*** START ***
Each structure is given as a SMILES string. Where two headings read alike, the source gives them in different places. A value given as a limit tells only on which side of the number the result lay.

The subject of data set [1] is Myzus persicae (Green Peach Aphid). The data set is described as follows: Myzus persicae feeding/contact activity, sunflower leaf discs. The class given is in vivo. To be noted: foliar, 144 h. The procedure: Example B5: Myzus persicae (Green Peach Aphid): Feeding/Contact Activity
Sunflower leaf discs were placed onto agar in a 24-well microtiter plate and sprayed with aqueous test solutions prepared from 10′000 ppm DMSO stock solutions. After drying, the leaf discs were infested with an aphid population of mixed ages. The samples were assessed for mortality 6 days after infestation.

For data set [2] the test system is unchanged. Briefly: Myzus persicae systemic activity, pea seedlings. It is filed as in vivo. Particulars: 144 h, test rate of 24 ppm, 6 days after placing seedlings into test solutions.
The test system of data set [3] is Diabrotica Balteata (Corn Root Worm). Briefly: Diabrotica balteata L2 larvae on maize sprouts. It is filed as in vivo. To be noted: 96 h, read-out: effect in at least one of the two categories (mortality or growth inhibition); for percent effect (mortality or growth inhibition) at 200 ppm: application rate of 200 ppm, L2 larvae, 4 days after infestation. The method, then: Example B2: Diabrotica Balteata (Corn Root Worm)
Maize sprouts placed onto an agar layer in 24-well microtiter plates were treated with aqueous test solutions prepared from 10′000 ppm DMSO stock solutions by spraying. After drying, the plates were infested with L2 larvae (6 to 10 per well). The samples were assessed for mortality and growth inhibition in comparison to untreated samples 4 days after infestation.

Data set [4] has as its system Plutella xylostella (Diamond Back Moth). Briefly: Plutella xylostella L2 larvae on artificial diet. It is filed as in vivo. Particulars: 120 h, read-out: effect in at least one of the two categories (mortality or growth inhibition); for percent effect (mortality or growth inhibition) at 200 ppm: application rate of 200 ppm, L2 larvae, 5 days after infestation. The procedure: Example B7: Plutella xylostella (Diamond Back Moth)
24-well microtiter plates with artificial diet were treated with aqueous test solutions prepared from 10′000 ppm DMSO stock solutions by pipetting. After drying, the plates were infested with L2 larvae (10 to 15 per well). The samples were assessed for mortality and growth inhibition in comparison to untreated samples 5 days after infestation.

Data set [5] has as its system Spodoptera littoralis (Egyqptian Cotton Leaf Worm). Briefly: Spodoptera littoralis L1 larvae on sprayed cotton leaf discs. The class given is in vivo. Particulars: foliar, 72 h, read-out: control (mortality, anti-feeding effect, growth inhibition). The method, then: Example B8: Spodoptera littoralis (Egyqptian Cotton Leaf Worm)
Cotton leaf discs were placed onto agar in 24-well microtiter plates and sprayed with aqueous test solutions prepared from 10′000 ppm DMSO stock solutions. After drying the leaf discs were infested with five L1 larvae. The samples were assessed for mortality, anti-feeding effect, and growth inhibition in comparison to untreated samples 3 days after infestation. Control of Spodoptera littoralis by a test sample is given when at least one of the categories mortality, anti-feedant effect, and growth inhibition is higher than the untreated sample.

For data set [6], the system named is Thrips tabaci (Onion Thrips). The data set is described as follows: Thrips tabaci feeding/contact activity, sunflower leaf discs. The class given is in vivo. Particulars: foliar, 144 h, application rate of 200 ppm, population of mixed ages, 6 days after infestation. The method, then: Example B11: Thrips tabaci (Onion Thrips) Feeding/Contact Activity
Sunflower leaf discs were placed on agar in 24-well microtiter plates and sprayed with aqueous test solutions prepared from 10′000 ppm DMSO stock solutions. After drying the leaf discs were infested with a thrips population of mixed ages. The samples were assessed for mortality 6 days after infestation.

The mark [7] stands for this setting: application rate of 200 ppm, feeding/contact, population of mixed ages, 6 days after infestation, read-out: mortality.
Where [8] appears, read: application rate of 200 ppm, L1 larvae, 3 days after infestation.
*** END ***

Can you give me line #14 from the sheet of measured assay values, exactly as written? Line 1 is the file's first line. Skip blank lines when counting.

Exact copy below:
Where [8] appears, read: application rate of 200 ppm, L1 larvae, 3 days after infestation.